VOIP phones, including both software and hardware based variants, are probably going to be much more widespread than analog phones in the future. It's accurate to say that analog phones are in decline (though they may never die out completely). However, it's simply not accurate to say the phone call is dead.

The same goes for email. Instant messaging and text messaging have already been around for years, and they haven't killed off email. Nor are they going to. Email will continue to coexist. Email hasn't suddenly tumbled into an irreversible decline because Facebook confirmed the launch of a revamped messaging interface that offers a more "social" inbox. The availability of email addresses also does not mean death for Gmail, Google's email offering, as many tech pundits have suggested. The notion that Facebook Mail is a "Gmail killer" is ridiculous.

What about RSS? It's not dead either. Millions of websites still offer RSS feeds, and millions of people still make use of those feeds. For many people, Twitter has become more attractive than using an RSS reader for keeping up with news. That doesn't mean nobody uses RSS readers any more, or even that they're in decline. A product or service doesn't die off just because the news media isn't talking about it, or because it's not in use by every single individual in a population.

And finally, the MP3 is certainly still very much alive and in widespread use. I find it hilarious that a TechCrunch writer was pontificating on the death of the MP3 less than a month after one of his fellow contributors declared the compact disc to be dead. Music streaming services like Napster and Rhapsody are already available, and they haven't killed the MP3. Nor would the MP3 die if Apple announced its own streaming service for Mac, Windows, and iOS devices.

I actually prefer the Vorbis digital audio format as opposed to MP3, and it's what I rip my music in. Ironically, this is one of the reasons I still buy albums and singles on compact discs. I like to be able to transcode them into the free and open source format of my choice without losing audio quality. I don't subscribe to any streaming services because I want the freedom to control my own music collection.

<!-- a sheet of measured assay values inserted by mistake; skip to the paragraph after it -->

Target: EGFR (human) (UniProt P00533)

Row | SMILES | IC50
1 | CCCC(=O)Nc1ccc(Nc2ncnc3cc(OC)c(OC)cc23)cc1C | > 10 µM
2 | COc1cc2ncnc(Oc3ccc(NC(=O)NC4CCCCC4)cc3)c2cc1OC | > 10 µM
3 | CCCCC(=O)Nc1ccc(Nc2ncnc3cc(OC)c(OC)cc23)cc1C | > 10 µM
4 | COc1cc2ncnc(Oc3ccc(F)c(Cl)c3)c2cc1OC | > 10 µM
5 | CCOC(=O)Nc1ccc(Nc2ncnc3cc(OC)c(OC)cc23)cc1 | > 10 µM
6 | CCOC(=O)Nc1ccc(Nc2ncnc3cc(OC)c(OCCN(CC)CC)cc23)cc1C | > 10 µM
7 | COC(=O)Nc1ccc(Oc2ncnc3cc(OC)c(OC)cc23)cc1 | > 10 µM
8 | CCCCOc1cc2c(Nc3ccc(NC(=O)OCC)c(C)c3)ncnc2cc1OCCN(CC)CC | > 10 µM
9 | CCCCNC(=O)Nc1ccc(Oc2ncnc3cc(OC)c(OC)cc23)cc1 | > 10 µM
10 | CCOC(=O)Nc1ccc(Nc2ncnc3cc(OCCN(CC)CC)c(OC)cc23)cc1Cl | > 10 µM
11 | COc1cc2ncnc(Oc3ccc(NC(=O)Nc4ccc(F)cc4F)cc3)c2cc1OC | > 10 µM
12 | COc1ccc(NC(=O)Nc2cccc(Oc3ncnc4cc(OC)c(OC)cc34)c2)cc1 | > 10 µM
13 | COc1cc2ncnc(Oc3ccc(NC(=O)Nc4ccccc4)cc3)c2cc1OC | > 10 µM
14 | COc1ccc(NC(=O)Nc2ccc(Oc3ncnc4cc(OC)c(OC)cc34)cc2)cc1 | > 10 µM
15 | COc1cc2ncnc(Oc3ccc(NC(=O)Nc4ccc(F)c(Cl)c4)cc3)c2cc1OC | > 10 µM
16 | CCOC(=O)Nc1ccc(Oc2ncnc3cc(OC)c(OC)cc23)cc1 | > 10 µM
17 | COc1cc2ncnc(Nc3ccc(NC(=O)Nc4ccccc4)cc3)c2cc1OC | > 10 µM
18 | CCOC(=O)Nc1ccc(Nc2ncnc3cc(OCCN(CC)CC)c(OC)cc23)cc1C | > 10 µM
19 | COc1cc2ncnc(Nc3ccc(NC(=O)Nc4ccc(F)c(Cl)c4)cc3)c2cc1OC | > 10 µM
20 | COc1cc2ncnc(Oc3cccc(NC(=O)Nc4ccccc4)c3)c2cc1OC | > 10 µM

I'm hardly alone.

One the people who responded to the "MP3 is dead" post summed up my feelings about TechCrunch's sensationalism problem with a rather nice analogy:
TechCrunch etc., has become like watching the local news at night. “An everyday household item may be killing you . . . find out at 11.” Only to discover that Windex, if ingested in copious amounts, may kill you.

I am taking a TechCrunch holiday, I can’t take the exaggerated, overblown, and shocking headlines that TC seems to love now.
The overwrought headlines are irritating and worthy of ridicule, but they don't mean that everything TechCrunch publishes is garbage. I read TechCrunch to learn about some of the startups that are out there. I could easily do without the philosophical "X is dead" posts, and the fawning coverage of Google and Apple's every move. I have a feeling a lot of other people feel the same way.


Blogger Roger said...

Here is an idea. HFN the lastest press coverage. Hyperbole Free News! Your TechCrunch vacation reminded me of a slight irritation I had with Keith Olbermann. Imagine...he had to revamp his Worst Person bit with Not Really tagged on. That was not it, but when he closed his show with X numbers of days since the Republican takeover, where are the jobs? I thought that was a bit too far. But in light of his recent Special Comment on Ted Koppel's recent WaPo I wish I could find the MP3 of Randi Rhode's take on Ted Koppel in light of her perspective. Oh, I guesse it is "the news has been cancelled", not exactly dead. (I'm serious, did anyone grab it? In any format?)

November 19, 2010 7:47 AM  
Blogger Roger said...


Did anyone catch Randi's rant on Ted Koppel's WaPo piece?

November 19, 2010 7:56 AM